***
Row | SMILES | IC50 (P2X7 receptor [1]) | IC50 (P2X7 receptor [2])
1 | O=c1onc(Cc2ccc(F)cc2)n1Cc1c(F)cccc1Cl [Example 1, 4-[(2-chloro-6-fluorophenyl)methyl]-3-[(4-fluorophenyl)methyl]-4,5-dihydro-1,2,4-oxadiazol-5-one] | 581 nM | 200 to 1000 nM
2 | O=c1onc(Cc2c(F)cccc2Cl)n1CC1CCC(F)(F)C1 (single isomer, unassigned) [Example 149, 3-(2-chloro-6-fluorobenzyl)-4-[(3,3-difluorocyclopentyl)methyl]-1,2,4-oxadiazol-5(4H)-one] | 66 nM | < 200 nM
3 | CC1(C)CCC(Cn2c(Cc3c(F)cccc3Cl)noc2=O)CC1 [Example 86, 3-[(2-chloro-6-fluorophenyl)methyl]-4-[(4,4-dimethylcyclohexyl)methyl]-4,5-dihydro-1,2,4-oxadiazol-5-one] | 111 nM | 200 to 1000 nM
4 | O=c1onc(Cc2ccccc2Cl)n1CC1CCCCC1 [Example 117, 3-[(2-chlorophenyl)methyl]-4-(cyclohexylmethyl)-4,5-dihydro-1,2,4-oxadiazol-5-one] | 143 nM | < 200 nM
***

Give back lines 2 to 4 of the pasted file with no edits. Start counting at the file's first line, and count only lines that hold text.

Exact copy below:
1 | O=c1onc(Cc2ccc(F)cc2)n1Cc1c(F)cccc1Cl [Example 1, 4-[(2-chloro-6-fluorophenyl)methyl]-3-[(4-fluorophenyl)methyl]-4,5-dihydro-1,2,4-oxadiazol-5-one] | 581 nM | 200 to 1000 nM
2 | O=c1onc(Cc2c(F)cccc2Cl)n1CC1CCC(F)(F)C1 (single isomer, unassigned) [Example 149, 3-(2-chloro-6-fluorobenzyl)-4-[(3,3-difluorocyclopentyl)methyl]-1,2,4-oxadiazol-5(4H)-one] | 66 nM | < 200 nM
3 | CC1(C)CCC(Cn2c(Cc3c(F)cccc3Cl)noc2=O)CC1 [Example 86, 3-[(2-chloro-6-fluorophenyl)methyl]-4-[(4,4-dimethylcyclohexyl)methyl]-4,5-dihydro-1,2,4-oxadiazol-5-one] | 111 nM | 200 to 1000 nM